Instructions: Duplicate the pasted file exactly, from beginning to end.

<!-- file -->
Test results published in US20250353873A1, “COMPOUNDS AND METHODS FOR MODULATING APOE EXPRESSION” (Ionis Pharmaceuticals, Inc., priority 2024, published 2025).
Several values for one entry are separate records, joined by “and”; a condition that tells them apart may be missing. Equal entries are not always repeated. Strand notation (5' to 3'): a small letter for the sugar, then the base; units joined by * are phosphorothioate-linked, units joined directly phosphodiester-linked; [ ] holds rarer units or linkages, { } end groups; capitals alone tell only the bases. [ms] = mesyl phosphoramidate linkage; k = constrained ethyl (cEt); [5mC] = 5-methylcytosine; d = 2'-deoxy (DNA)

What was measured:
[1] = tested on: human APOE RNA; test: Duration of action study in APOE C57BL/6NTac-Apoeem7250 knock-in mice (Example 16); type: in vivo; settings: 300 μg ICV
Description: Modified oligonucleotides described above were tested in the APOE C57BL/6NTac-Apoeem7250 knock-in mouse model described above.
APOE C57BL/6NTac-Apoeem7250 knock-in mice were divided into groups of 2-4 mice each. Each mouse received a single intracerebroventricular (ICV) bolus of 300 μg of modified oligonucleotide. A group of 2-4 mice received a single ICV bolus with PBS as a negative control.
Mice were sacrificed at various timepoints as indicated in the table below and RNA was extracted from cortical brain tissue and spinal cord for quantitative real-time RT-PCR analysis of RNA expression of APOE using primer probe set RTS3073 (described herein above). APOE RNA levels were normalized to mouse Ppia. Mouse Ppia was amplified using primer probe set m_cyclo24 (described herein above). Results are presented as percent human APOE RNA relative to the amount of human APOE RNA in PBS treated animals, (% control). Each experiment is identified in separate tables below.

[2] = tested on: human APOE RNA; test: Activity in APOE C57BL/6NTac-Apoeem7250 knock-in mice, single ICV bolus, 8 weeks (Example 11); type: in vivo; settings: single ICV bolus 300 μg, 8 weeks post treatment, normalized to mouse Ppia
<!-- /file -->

Test results published in US20250353873A1, “COMPOUNDS AND METHODS FOR MODULATING APOE EXPRESSION” (Ionis Pharmaceuticals, Inc., priority 2024, published 2025).
Several values for one entry are separate records, joined by “and”; a condition that tells them apart may be missing. Equal entries are not always repeated. Strand notation (5' to 3'): a small letter for the sugar, then the base; units joined by * are phosphorothioate-linked, units joined directly phosphodiester-linked; [ ] holds rarer units or linkages, { } end groups; capitals alone tell only the bases. [ms] = mesyl phosphoramidate linkage; k = constrained ethyl (cEt); [5mC] = 5-methylcytosine; d = 2'-deoxy (DNA)

What was measured:
[1] = tested on: human APOE RNA; test: Duration of action study in APOE C57BL/6NTac-Apoeem7250 knock-in mice (Example 16); type: in vivo; settings: 300 μg ICV
Description: Modified oligonucleotides described above were tested in the APOE C57BL/6NTac-Apoeem7250 knock-in mouse model described above.
APOE C57BL/6NTac-Apoeem7250 knock-in mice were divided into groups of 2-4 mice each. Each mouse received a single intracerebroventricular (ICV) bolus of 300 μg of modified oligonucleotide. A group of 2-4 mice received a single ICV bolus with PBS as a negative control.
Mice were sacrificed at various timepoints as indicated in the table below and RNA was extracted from cortical brain tissue and spinal cord for quantitative real-time RT-PCR analysis of RNA expression of APOE using primer probe set RTS3073 (described herein above). APOE RNA levels were normalized to mouse Ppia. Mouse Ppia was amplified using primer probe set m_cyclo24 (described herein above). Results are presented as percent human APOE RNA relative to the amount of human APOE RNA in PBS treated animals, (% control). Each experiment is identified in separate tables below.

[2] = tested on: human APOE RNA; test: Activity in APOE C57BL/6NTac-Apoeem7250 knock-in mice, single ICV bolus, 8 weeks (Example 11); type: in vivo; settings: single ICV bolus 300 μg, 8 weeks post treatment, normalized to mouse Ppia